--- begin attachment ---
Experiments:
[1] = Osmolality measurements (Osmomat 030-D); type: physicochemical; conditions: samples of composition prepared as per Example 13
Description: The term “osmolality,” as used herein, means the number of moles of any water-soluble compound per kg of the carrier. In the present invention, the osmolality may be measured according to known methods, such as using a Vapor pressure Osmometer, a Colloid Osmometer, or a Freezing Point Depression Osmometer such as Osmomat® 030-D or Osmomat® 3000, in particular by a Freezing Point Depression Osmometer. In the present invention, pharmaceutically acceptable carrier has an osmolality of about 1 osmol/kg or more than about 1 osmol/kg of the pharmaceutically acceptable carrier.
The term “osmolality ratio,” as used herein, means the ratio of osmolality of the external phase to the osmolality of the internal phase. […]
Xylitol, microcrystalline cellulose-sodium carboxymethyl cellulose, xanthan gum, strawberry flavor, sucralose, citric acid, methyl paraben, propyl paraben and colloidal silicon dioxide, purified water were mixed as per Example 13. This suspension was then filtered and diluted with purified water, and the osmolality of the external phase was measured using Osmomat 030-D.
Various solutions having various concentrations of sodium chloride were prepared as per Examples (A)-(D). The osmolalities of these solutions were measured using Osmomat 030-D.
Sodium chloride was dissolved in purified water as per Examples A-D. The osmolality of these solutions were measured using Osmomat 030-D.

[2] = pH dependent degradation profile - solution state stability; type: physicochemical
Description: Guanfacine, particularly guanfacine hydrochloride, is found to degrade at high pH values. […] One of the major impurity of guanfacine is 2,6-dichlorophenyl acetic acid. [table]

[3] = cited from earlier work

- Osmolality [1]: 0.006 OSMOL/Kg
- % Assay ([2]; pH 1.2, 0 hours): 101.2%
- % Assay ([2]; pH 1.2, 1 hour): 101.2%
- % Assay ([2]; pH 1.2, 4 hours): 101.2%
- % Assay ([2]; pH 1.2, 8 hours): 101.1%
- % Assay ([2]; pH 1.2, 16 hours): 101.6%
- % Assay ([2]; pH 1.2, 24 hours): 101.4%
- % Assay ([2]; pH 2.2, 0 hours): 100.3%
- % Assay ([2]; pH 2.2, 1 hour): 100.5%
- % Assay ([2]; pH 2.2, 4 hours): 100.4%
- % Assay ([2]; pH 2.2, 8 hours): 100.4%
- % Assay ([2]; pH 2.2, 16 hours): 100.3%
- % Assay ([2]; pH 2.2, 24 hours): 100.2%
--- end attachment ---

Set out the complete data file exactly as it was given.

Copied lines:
Experiments:
[1] = Osmolality measurements (Osmomat 030-D); type: physicochemical; conditions: samples of composition prepared as per Example 13
Description: The term “osmolality,” as used herein, means the number of moles of any water-soluble compound per kg of the carrier. In the present invention, the osmolality may be measured according to known methods, such as using a Vapor pressure Osmometer, a Colloid Osmometer, or a Freezing Point Depression Osmometer such as Osmomat® 030-D or Osmomat® 3000, in particular by a Freezing Point Depression Osmometer. In the present invention, pharmaceutically acceptable carrier has an osmolality of about 1 osmol/kg or more than about 1 osmol/kg of the pharmaceutically acceptable carrier.
The term “osmolality ratio,” as used herein, means the ratio of osmolality of the external phase to the osmolality of the internal phase. […]
Xylitol, microcrystalline cellulose-sodium carboxymethyl cellulose, xanthan gum, strawberry flavor, sucralose, citric acid, methyl paraben, propyl paraben and colloidal silicon dioxide, purified water were mixed as per Example 13. This suspension was then filtered and diluted with purified water, and the osmolality of the external phase was measured using Osmomat 030-D.
Various solutions having various concentrations of sodium chloride were prepared as per Examples (A)-(D). The osmolalities of these solutions were measured using Osmomat 030-D.
Sodium chloride was dissolved in purified water as per Examples A-D. The osmolality of these solutions were measured using Osmomat 030-D.

[2] = pH dependent degradation profile - solution state stability; type: physicochemical
Description: Guanfacine, particularly guanfacine hydrochloride, is found to degrade at high pH values. […] One of the major impurity of guanfacine is 2,6-dichlorophenyl acetic acid. [table]

[3] = cited from earlier work

- Osmolality [1]: 0.006 OSMOL/Kg
- % Assay ([2]; pH 1.2, 0 hours): 101.2%
- % Assay ([2]; pH 1.2, 1 hour): 101.2%
- % Assay ([2]; pH 1.2, 4 hours): 101.2%
- % Assay ([2]; pH 1.2, 8 hours): 101.1%
- % Assay ([2]; pH 1.2, 16 hours): 101.6%
- % Assay ([2]; pH 1.2, 24 hours): 101.4%
- % Assay ([2]; pH 2.2, 0 hours): 100.3%
- % Assay ([2]; pH 2.2, 1 hour): 100.5%
- % Assay ([2]; pH 2.2, 4 hours): 100.4%
- % Assay ([2]; pH 2.2, 8 hours): 100.4%
- % Assay ([2]; pH 2.2, 16 hours): 100.3%
- % Assay ([2]; pH 2.2, 24 hours): 100.2%